Phileas Fogg understood what was passing in Aouda’s mind, and offered, in order to reassure her, to escort her to Hong Kong, where she might remain safely until the affair was hushed up—an offer which she eagerly and gratefully accepted. She had, it seems, a Parsee relation, who was one of the principal merchants of Hong Kong, which is wholly an English city, though on an island on the Chinese coast.

S-Corporation Health Insurance

This letter is to advise you of the tax benefits available to certain S corporation shareholders for health insurance costs.  Heath and accident insurance premiums paid on behalf of the more than 2% S corporation shareholders are included in the recipient’s Form W-2 as taxable wage income and the S corporation takes a compensation deduction.  The S corporation cannot take the deduction as a direct health insurance expense for the more than 2% shareholders.  These benefits are not subject to Social Security or Medicare (FICA) or Unemployment (FUTA) taxes. The additional compensation is included in Box 1 (Wages) of the Form W-2, issued to the shareholder, but would not be included in Boxes 3 and 5 of Form W-2.  Payments of the health and accident insurance premiums on behalf of the shareholder may be further identified in Box 14 (Other) of the Form W-2.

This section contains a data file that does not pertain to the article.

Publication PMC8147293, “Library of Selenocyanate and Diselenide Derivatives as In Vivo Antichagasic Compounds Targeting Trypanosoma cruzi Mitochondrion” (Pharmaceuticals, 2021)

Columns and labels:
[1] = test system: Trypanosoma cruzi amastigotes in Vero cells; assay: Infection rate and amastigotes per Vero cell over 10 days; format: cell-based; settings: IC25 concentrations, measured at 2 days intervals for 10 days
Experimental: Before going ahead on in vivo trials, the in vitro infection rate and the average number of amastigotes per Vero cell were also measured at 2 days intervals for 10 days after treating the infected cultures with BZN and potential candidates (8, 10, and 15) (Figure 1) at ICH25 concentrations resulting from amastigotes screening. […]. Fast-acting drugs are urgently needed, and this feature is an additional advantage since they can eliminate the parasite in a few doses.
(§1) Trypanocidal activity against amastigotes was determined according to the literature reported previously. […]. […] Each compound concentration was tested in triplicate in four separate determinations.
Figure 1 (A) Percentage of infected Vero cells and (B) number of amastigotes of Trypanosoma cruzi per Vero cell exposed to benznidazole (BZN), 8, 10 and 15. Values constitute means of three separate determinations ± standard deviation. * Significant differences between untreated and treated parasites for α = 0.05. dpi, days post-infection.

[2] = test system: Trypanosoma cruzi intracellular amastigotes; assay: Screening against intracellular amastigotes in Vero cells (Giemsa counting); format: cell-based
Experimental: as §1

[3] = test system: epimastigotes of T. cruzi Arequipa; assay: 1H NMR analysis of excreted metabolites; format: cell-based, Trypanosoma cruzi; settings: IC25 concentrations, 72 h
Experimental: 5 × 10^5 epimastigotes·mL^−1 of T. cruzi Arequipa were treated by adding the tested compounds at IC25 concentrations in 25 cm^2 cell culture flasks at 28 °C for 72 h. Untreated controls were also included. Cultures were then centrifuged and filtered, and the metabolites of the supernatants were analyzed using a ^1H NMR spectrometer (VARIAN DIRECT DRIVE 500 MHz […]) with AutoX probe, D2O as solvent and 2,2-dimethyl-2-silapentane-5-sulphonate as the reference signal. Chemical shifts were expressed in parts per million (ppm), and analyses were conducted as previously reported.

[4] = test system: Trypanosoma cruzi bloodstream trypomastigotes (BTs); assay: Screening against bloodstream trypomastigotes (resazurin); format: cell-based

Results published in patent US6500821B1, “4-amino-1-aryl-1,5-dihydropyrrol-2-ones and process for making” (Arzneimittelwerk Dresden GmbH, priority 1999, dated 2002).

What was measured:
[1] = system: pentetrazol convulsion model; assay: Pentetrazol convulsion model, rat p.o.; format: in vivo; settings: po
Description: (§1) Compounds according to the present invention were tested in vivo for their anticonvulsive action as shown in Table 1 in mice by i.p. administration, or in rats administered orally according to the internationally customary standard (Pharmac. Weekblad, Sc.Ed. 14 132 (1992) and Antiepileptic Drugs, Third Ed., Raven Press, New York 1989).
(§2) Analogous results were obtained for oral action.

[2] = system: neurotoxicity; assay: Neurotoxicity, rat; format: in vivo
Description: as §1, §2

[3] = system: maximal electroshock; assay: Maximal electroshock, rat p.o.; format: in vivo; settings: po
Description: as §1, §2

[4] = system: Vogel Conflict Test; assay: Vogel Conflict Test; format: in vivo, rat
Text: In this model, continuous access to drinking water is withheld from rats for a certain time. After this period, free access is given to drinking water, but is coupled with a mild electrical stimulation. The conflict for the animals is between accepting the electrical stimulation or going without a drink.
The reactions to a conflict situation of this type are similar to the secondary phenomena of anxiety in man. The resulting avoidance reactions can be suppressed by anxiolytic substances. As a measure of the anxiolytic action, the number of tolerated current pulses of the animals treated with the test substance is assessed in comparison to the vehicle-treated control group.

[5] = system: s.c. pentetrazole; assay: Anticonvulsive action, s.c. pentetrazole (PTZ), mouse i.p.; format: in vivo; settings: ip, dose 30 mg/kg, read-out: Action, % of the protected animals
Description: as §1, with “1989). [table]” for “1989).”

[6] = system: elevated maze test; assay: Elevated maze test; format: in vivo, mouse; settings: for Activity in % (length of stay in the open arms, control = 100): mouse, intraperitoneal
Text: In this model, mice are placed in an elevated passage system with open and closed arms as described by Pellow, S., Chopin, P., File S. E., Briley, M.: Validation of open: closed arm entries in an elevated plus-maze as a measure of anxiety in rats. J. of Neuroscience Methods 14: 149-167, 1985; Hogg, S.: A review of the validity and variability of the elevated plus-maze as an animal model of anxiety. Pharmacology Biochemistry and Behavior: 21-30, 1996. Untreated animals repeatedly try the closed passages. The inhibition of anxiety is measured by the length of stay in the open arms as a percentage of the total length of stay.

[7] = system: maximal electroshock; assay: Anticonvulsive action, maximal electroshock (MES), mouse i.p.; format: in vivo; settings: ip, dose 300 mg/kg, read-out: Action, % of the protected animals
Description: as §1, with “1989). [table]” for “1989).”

A more than 2% shareholder is eligible for a deduction on their personal income tax return for the amounts paid during the year for medical care premiums if the medical care coverage is established by the S corporation and the shareholder meets the other self-employed medical insurance deduction requirements.  If, however, the shareholder or the shareholder’s spouse is eligible to participate in any subsidized health care plan then the shareholder is not entitled to the deduction.

The bottom line is that in order for a shareholder to claim the deduction, the health insurance premiums had to be paid by the S corporation and had to be included in the shareholder’s W-2.

If you should have any questions regarding this, please do not hesitate to contact our office.